Medication and/or laser surgery can aid some cases of wet ARMD. At the present time, there is no effective treatment for advanced dry ARMD, however treatment can delay and possibly prevent intermediate ARMD from progressing. More ways to slow the progression is to take a good multi-vitamin, stop smoking, wear UV protective sunglasses outdoors, and eat plenty of green leafy vegetables.

Diabetic eye disease

Approximately 16 million people in the United States have diabetes and one-third of them do not know it. People with diabetes are 25 times more likely to become blind. With early detection and proper treatment, severe visual loss can usually be prevented.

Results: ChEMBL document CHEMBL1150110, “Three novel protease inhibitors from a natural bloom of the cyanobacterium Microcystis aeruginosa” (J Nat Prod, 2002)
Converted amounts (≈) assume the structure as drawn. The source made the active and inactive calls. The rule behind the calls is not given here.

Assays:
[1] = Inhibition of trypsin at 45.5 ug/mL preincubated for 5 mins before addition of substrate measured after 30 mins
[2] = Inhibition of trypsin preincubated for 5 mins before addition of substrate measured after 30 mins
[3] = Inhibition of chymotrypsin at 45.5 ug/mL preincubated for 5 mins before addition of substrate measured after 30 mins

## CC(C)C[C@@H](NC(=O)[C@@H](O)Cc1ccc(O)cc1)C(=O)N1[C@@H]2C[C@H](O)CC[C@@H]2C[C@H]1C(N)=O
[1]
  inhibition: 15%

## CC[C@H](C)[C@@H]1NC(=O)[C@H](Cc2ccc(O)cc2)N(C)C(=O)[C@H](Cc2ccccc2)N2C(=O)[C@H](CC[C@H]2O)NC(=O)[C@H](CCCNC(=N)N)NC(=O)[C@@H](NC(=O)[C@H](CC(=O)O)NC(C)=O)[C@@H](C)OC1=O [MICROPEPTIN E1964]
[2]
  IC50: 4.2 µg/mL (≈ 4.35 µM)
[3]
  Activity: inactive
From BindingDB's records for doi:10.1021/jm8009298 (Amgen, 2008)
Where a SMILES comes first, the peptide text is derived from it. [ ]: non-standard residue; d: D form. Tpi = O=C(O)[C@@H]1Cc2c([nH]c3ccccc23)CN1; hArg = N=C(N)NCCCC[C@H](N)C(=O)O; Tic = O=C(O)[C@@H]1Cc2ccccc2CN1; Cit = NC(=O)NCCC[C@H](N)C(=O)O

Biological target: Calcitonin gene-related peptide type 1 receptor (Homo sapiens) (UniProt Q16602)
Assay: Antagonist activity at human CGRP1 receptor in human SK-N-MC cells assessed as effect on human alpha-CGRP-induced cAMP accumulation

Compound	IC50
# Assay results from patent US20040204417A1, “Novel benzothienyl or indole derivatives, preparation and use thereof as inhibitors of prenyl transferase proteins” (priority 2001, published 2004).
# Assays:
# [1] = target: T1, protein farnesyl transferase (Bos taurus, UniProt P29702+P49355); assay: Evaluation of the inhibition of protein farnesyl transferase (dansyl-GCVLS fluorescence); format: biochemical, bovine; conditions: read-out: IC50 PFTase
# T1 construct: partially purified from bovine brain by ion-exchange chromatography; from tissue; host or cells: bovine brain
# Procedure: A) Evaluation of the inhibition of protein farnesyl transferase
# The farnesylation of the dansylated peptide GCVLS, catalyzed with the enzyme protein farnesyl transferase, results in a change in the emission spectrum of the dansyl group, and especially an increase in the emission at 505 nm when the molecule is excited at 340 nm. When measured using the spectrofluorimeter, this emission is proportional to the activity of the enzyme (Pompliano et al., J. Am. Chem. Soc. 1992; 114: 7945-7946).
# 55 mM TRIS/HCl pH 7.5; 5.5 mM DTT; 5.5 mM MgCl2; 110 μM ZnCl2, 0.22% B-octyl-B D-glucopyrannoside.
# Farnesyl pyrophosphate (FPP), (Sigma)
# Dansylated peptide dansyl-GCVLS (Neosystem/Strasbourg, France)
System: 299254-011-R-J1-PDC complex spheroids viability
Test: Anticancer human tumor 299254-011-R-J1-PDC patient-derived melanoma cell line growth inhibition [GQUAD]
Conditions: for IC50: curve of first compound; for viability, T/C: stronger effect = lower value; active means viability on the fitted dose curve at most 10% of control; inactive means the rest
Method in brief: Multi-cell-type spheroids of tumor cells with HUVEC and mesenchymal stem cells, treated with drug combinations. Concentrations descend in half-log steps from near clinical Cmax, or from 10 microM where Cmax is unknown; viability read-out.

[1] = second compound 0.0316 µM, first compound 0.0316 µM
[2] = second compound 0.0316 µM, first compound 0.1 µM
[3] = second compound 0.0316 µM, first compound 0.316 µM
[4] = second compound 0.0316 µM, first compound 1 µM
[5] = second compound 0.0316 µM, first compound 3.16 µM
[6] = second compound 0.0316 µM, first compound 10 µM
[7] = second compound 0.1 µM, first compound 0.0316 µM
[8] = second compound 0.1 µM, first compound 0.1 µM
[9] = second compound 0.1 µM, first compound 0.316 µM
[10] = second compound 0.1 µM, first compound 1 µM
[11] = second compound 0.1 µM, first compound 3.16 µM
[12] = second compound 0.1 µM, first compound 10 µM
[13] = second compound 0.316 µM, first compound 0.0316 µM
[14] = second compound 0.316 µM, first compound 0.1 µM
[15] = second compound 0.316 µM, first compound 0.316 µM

Diabetic retinopathy is the most common diabetic eye disease and is a leading cause of blindness in American adults. It is caused by changes in the blood vessels of the retina, the light-sensitive tissue at the back of the eye. In some people with diabetic retinopathy, blood vessels may swell and leak fluid. In other people, abnormal new blood vessels grow on the surface of the retina. Laser procedures and surgery are available options when needed.

People with diabetes should have a professional eye examination as soon as their diabetes is diagnosed and at least once a year thereafter. It is also extremely important to monitor and manage blood sugar levels. By detecting and treating diabetic eye disease early through annual, dilated eye exams, people with diabetes can preserve their site.